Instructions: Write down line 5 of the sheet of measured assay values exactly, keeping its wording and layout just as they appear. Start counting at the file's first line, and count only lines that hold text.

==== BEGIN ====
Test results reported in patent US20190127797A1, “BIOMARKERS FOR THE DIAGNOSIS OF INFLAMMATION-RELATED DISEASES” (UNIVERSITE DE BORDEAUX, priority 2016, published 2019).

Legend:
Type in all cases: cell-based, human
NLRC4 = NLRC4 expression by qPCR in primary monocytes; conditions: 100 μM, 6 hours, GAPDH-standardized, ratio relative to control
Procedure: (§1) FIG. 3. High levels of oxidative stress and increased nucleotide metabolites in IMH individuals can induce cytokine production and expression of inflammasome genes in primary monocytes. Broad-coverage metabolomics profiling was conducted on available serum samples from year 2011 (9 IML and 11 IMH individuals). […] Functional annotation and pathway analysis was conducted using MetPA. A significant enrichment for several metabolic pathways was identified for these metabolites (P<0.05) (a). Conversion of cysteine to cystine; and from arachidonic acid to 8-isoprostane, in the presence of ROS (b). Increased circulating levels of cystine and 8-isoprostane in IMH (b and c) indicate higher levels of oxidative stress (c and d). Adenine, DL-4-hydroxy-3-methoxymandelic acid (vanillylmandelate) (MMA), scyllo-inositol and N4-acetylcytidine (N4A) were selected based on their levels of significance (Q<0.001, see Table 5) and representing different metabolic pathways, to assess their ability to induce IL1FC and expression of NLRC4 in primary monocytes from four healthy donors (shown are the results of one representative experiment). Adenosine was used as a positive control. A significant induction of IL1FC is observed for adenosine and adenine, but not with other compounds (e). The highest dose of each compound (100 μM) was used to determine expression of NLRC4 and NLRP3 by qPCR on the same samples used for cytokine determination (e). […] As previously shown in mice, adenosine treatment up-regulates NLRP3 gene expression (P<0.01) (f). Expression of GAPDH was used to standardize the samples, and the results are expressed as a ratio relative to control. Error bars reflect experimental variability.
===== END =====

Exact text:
Procedure: (§1) FIG. 3. High levels of oxidative stress and increased nucleotide metabolites in IMH individuals can induce cytokine production and expression of inflammasome genes in primary monocytes. Broad-coverage metabolomics profiling was conducted on available serum samples from year 2011 (9 IML and 11 IMH individuals). […] Functional annotation and pathway analysis was conducted using MetPA. A significant enrichment for several metabolic pathways was identified for these metabolites (P<0.05) (a). Conversion of cysteine to cystine; and from arachidonic acid to 8-isoprostane, in the presence of ROS (b). Increased circulating levels of cystine and 8-isoprostane in IMH (b and c) indicate higher levels of oxidative stress (c and d). Adenine, DL-4-hydroxy-3-methoxymandelic acid (vanillylmandelate) (MMA), scyllo-inositol and N4-acetylcytidine (N4A) were selected based on their levels of significance (Q<0.001, see Table 5) and representing different metabolic pathways, to assess their ability to induce IL1FC and expression of NLRC4 in primary monocytes from four healthy donors (shown are the results of one representative experiment). Adenosine was used as a positive control. A significant induction of IL1FC is observed for adenosine and adenine, but not with other compounds (e). The highest dose of each compound (100 μM) was used to determine expression of NLRC4 and NLRP3 by qPCR on the same samples used for cytokine determination (e). […] As previously shown in mice, adenosine treatment up-regulates NLRP3 gene expression (P<0.01) (f). Expression of GAPDH was used to standardize the samples, and the results are expressed as a ratio relative to control. Error bars reflect experimental variability.